Follow your heart says Shapeshifter member
One of the members of New Zealand’s most famous Drum and Bass band, Shapeshifter, has returned to where he started his musical career to share his wisdom.
Producer, saxophonist, and keyboardist Devin Abrams returned to his roots recently, visiting CPIT’s MusicArts department to answer questions, give advice and play a little music for the students.
Abrams says it was a “pleasure” to come back to the stage where he “spent all those nervous times at assessments way back in the day”. He says: “My whole musical life and career started right here. When I came here I didn’t know how to read music and I didn’t know how to work in collaboration with others. I owe a lot to this place.”
The four founding members of Shapeshifter met in 1999 while attending CPIT’s Jazz School after being placed in the same performance group together. “All four of us failed keyboard class which is pretty funny when you think about it now,” Abrams says. “But we played what we felt and stuck to our guns. That’s what you’ve got to do. When you’re feeling your own way you need to keep going. Follow your heart and follow your ear.”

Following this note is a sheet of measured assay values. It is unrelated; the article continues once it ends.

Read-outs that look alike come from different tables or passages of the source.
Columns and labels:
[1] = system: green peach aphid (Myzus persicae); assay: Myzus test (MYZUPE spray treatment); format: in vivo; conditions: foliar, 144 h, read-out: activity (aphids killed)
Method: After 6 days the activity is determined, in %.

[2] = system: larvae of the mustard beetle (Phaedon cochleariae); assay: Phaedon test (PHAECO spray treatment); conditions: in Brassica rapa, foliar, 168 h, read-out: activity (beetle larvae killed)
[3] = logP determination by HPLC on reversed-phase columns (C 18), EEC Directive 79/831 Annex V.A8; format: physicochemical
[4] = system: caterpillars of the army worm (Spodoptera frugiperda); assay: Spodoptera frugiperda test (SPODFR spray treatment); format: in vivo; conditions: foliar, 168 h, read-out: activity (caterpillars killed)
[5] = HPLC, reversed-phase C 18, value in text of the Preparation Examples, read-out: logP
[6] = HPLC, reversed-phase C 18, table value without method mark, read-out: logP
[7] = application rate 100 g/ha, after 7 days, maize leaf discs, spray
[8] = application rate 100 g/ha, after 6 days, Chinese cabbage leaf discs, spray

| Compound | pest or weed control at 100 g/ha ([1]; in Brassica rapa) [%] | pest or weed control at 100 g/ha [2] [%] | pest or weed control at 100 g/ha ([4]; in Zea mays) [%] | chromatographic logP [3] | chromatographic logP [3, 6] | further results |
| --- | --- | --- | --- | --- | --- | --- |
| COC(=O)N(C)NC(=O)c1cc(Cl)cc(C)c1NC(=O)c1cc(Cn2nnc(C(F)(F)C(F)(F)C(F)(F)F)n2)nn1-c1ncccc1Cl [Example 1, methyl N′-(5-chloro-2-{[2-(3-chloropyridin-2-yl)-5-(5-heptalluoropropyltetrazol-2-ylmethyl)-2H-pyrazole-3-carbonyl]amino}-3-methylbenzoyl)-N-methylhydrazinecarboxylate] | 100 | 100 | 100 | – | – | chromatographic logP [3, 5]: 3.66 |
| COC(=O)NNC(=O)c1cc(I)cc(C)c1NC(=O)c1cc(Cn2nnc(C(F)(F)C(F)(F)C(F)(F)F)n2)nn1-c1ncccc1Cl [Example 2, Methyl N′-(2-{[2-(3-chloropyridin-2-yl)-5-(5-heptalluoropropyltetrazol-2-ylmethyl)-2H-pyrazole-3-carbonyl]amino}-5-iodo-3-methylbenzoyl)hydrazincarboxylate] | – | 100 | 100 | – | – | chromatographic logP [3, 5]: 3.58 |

Abrams believes the facilities at CPIT are some of the best in the country and says MusicArts students are privileged to access them. “I remember we used to come in here at four or five in the morning after a gig and start mucking around on the equipment. You could live and breathe the music here; soak it up. That’s what gives you the edge over other people coming into the industry. Take as much as you can out of this place.”
After Jazz School, Shapeshifter began recording locally, which led to a national tour with Salmonella Dub and a big move to Melbourne. Since then, Shapeshifter has become one of New Zealand’s most successful bands, making appearances at Glastonbury, The Big Chill, Big Day Out, Parklife and touring across the world. “We were the first live drum and bass act in the world. We were doing something a bit different but we worked very hard and we had a lot of luck. Nothing about this has been easy,” Abrams says.
Abrams shared tales of touring with the band - like the time a band member lost his passport the day before a gig in a different country- and gave his best advice on maintaining a successful band over many years. “Always be friends first, split the workload and the rewards evenly and, of course, get out there and enjoy it. That’s so important.”